Left to right: Brindleyplace, The Library of Birmingham, the Council House, Chamberlain Square
Beyond Birmingham – Where to go next
There’s more than enough to see and do in Birmingham to keep you busy. If, however, you find yourself with time to spare and a yearning to venture further afield, you’ll discover plenty more fascinating places to visit – and none of them are too far away. Stratford-upon-Avon, Shakespeare’s birthplace, is less than an hour’s drive away, and there are excellent rail links to other major cities such as Manchester, Liverpool and the capital. If you’d prefer to avoid the crowds of shoppers and tourists, there are a few other ‘hidden treasures’ I can wholeheartedly recommend…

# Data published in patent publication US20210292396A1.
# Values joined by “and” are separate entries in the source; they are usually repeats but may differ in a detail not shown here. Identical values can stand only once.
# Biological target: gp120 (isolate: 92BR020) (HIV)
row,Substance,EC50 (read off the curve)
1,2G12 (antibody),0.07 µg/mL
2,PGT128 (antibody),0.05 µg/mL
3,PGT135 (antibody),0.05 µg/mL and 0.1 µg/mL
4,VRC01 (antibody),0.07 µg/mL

You’ve already cycled to Wolverhampton – why not have a rest in the gardens of this beautiful National Trust property? Afterwards, head inside to see more Pre-Raphaelite treasures (including the most beautiful painting by Birmingham artist Edward Burne-Jones), and William Morris textiles.
Easily accessible from Wolverhampton by bus or car, this beautiful little town in Shropshire boasts a funicular railway, castle ruins, and views of steam trains departing on the Severn Valley Railway. There are lots of interesting antique shops and cafés, as well as a 17th-century town hall and gate.
Another lovely Shropshire town, Shrewsbury’s modern shops and restaurants mix with its myriad winding, medieval side streets. The town has retained many historical features, and there are lots of interesting independent traders and cafés to seek out.